“You run here often?” It could have been an actual curious inquiry, or perhaps more likely checking to see if Charlie should avoid taking this route in the future. Of course, there was nothing necessarily off-putting about Karin, the woman was perfectly cordial and helpful, especially the other night when Charlie had woken her at an ungodly hour in the morning due to inebriation. Most people would have liked to avoid Charlie after such an event, so perhaps she ought to be taking Karin’s friendliness for a good thing.
“Lately, yeah,” Karin admitted. “It’s pretty peaceful most of the time, and a nice change from the gym.” She reached up to the cuff stretched high along her arm, turning off the music now wafting noisily between them. In spite of what had brought her here, Karin smiled, unwilling to project her troubles onto someone else, particularly sober and during the light of day. There was no call to be a downer now, with the sun still shining down on a quick and casual meeting.
“And this must be Jack.” She looked down to the dog, careful not to lean over him or into his personal space; though she liked animals, she had no desire to test the diligence of this particular one when it came to protecting himself and his master. “He’s beautiful, Charlie.”
Jack took a step forward, carefully and thoroughly sniffing this new anomaly into his day. Charlie gave no yank on his lead, instead carefully watching the dog - he was good around people, and had never hurt anyone, but on the other hand she wasn’t going to let others prod the dog into doing something in self-defense. But after a moment, the dog came up with a whuff, his tongue lolling happily out of his mouth, which was split in what seemed like a large grin.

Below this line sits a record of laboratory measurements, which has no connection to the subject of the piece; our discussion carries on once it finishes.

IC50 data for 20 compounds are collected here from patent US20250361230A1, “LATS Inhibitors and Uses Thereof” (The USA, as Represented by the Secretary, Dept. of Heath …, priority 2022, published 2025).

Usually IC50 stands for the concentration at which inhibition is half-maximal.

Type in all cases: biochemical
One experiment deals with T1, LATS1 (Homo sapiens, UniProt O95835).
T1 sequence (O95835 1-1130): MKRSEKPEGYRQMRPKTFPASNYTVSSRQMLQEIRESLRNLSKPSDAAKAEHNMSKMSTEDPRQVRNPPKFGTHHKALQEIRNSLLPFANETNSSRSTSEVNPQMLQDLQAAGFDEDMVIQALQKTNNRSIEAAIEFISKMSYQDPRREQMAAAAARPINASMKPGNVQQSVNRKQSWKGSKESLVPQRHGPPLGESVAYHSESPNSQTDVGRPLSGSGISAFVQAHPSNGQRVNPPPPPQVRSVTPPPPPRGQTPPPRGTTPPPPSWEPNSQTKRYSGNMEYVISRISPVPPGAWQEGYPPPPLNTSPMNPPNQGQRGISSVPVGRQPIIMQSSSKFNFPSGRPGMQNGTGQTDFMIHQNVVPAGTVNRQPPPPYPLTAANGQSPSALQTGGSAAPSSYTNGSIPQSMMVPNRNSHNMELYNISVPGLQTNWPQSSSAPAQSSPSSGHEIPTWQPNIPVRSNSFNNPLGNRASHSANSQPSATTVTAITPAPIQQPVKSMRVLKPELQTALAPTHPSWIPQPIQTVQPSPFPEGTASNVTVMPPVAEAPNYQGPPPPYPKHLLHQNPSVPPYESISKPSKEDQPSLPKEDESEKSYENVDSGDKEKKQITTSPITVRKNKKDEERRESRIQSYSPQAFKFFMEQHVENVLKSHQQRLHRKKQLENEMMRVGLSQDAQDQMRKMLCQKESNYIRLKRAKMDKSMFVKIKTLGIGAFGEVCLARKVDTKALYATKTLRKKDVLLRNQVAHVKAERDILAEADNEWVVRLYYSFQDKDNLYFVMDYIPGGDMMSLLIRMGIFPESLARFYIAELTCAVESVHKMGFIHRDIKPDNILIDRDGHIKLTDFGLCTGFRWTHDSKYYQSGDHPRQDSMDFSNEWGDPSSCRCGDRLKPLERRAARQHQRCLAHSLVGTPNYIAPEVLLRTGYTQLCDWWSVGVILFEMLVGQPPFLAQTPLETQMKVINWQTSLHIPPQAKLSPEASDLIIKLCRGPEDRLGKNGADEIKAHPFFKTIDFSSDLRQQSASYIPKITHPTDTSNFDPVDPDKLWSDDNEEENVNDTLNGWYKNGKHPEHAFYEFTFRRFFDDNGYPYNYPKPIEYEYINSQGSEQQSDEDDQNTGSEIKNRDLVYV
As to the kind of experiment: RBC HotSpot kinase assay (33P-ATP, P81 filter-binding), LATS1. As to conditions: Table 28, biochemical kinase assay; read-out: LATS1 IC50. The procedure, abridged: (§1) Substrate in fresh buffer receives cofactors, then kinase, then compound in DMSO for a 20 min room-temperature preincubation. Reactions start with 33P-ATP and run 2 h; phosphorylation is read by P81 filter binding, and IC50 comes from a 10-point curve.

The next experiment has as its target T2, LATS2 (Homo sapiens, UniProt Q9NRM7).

“Thanks - he’s all right with people,” she responded, as though to say it was all right to touch or pet if Karin wanted. Jack loved the attention, and Charlie was just glad no one had questioned her keeping such a large pet in a small space, or keeping at pet, period, when she quite honestly didn’t even like animals. Anyone who heard her talking to the dog could suspect that she had the canine for some other reason than merely keeping a pet, but if they knew the kind of kibble she spent good money on along with the amount of time lingered in just playing and petting the stupid thing, it would quite easily be revealed that Charlie truly cared for her ‘dumb dog.’